The SelectedIndex (not SelectedItem ) property returns a 0-based integer value that corresponds to the first selected item in the list box. You can programmatically change the selected item by changing the SelectedIndex property in code; the corresponding item in the list will appear highlighted on the Windows Form. If no item is selected, the SelectedIndex value is 1. If the first item in the list is selected, the SelectedIndex value is 0. The Items.Count property reflects the number of items in the list.

List boxes can also support multiple selections; the SelectionMode property determines how many list items can be selected at a time. You can set this property to these values from the SelectionMode enumeration:

  • SelectionMode.MultiExtended Multiple items can be selected. The user can use the Shift, Ctrl, and the arrow keys to make multiple selections.

  • SelectionMode.MultiSimple Multiple items can be selected.

  • SelectionMode.None No items can be selected.

  • SelectionMode.One Only one item can be selected at a time.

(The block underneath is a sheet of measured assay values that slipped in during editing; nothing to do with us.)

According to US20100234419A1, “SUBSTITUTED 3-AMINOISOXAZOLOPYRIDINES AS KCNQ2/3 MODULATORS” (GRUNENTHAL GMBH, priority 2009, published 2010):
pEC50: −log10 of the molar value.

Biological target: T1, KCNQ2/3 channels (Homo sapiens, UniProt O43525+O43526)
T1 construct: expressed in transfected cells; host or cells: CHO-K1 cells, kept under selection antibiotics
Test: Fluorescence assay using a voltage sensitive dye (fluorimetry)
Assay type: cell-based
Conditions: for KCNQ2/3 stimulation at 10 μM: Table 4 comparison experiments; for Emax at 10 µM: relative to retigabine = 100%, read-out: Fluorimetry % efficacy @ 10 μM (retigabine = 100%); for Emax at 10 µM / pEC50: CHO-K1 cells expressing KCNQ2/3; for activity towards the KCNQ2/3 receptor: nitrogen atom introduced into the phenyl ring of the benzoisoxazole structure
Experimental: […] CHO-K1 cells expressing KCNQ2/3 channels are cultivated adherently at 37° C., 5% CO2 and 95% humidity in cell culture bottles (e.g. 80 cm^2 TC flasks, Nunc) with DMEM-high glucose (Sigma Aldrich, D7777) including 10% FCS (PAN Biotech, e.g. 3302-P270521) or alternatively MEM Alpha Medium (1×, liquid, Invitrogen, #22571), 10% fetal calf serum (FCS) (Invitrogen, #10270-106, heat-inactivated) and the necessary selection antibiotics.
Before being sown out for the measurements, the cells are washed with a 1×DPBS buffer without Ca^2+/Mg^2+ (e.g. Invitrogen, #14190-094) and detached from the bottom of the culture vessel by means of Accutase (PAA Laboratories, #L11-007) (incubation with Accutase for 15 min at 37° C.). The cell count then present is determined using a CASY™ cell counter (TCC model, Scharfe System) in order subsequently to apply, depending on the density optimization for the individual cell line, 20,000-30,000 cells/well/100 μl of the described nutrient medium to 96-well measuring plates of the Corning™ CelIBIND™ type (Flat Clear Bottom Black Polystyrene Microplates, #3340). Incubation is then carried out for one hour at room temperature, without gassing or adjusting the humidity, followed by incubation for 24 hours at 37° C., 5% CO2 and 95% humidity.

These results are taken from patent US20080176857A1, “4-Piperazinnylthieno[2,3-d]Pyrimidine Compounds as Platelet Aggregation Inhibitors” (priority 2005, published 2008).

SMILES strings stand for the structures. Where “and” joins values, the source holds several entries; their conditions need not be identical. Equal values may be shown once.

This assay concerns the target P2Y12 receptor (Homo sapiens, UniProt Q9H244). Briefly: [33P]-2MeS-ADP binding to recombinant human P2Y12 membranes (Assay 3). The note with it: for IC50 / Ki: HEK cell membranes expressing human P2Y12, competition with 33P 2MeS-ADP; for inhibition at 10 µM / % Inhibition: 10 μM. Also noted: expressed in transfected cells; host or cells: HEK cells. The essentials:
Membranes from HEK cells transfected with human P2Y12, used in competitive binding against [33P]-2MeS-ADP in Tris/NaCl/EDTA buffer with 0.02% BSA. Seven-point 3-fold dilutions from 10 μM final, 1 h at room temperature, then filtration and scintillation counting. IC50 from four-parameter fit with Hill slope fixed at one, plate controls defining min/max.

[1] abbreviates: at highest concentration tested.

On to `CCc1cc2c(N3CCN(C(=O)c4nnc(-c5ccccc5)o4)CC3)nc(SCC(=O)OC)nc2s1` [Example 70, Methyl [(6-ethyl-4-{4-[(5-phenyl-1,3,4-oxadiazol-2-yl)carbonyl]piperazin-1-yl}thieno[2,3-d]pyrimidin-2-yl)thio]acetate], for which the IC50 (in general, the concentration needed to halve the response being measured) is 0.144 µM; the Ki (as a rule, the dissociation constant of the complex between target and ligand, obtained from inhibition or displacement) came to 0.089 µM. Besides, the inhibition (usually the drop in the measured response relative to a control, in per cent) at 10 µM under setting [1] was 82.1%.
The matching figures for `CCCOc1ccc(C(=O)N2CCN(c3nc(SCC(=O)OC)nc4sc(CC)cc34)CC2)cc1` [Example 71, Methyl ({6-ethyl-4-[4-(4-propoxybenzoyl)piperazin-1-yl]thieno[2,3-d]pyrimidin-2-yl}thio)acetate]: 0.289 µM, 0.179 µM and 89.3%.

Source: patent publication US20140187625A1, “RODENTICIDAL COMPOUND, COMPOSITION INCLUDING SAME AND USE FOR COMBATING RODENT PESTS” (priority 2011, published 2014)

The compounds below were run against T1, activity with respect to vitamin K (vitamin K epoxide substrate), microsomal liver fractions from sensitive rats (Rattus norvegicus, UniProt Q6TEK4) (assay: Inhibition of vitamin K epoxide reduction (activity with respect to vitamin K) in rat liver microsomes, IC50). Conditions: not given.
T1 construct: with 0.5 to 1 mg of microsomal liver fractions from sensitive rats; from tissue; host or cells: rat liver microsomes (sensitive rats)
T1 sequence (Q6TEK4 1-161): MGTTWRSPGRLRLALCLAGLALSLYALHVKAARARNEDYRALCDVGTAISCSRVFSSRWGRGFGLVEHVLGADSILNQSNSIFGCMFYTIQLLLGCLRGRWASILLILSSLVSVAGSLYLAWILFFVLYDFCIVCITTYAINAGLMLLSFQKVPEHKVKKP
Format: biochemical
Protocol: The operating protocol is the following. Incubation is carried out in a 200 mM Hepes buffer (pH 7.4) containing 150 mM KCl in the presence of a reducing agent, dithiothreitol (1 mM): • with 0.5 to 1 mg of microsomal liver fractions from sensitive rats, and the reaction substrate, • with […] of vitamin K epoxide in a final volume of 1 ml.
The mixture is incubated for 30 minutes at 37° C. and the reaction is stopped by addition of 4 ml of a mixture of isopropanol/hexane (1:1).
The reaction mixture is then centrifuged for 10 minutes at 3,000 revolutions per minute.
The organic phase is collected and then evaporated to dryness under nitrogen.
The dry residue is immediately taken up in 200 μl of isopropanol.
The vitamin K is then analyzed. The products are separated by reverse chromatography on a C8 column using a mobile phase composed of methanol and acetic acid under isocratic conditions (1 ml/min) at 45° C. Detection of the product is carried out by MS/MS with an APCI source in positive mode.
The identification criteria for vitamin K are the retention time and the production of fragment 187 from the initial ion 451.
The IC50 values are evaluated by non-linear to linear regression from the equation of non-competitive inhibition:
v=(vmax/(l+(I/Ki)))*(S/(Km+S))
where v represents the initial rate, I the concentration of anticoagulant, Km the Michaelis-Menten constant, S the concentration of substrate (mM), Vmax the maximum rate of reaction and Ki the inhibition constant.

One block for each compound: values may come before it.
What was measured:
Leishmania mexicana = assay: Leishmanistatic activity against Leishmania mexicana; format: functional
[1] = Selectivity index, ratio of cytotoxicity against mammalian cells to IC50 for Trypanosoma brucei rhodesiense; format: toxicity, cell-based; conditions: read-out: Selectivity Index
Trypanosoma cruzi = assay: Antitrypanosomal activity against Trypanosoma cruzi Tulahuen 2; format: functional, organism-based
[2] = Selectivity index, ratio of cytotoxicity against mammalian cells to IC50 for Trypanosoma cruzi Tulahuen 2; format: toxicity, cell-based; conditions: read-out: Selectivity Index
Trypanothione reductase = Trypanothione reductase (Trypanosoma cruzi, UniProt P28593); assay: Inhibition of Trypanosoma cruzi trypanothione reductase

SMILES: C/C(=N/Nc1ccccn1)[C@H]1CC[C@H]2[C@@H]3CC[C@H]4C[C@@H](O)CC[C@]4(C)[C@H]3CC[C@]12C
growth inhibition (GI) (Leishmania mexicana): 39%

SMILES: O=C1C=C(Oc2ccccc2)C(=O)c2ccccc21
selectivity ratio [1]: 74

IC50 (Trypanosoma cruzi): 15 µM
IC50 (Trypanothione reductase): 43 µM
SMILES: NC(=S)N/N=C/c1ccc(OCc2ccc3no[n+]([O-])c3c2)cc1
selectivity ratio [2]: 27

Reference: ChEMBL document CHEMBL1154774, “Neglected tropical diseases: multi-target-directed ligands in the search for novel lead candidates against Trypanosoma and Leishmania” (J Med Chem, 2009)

You can access the items in a list box with the Items collection like this: In single-selection list boxes, you use the SelectedIndex and SelectedItem properties to determine which item has been selected. On the other hand, when you support multiple selections, you use the SelectedIndices property to get the selected indices (as an array) and the SelectedItems property to access the selected items themselves (as a collection of objects). For example, here's how you might use a foreach loop to loop over and display the selected items in a multiple selection list box:

 foreach(int index in listBox1.SelectedIndices) {  textBox1.Text += listBox1.Items[index] + " ";  } 

You can also sort a list box's list if you set the Sorted property to true (the default is false ).

Scroll Bars